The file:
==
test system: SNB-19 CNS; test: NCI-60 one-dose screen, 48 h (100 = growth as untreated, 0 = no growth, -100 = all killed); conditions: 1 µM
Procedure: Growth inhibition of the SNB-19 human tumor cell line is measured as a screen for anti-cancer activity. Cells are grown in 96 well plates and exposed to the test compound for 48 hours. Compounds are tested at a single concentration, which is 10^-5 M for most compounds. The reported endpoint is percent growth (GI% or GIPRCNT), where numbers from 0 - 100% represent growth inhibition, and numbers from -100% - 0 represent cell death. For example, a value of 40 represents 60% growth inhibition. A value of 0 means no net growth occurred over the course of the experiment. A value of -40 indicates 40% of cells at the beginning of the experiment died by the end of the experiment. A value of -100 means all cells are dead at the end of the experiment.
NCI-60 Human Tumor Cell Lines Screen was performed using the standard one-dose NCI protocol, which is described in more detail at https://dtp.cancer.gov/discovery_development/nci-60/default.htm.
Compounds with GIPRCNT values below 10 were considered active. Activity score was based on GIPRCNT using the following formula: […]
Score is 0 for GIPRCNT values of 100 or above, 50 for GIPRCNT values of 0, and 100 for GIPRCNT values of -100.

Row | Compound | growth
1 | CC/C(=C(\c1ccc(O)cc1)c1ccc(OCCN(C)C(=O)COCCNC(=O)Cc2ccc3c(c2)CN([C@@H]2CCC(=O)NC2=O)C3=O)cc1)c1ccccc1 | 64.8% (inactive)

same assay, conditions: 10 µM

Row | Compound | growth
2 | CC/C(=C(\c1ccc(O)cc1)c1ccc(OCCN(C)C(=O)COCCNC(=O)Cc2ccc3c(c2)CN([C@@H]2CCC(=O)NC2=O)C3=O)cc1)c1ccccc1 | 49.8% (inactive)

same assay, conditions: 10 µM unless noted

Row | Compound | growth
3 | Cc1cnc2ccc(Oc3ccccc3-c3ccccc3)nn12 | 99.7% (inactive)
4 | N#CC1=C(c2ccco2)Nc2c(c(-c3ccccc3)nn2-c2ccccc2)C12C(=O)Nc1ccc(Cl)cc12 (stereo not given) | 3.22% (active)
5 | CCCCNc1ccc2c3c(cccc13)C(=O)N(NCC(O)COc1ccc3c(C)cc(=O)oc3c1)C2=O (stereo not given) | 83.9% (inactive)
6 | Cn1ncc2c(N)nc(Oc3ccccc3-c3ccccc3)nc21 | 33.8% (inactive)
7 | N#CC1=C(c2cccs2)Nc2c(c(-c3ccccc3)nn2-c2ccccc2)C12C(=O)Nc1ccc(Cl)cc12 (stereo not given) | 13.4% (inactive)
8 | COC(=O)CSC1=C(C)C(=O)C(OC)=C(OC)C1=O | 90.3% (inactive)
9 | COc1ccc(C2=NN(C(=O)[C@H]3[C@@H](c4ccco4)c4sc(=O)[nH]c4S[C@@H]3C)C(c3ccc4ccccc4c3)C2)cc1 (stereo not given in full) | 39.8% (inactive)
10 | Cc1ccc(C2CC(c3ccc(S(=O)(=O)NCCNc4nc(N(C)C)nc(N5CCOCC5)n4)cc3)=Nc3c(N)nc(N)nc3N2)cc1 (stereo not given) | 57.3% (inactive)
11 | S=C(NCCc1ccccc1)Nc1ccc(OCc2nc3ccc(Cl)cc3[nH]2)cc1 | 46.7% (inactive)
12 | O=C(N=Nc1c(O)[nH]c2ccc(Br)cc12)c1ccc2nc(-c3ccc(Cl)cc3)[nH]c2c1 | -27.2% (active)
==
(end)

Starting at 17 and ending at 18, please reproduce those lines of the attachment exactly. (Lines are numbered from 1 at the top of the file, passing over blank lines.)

7 | N#CC1=C(c2cccs2)Nc2c(c(-c3ccccc3)nn2-c2ccccc2)C12C(=O)Nc1ccc(Cl)cc12 (stereo not given) | 13.4% (inactive)
8 | COC(=O)CSC1=C(C)C(=O)C(OC)=C(OC)C1=O | 90.3% (inactive)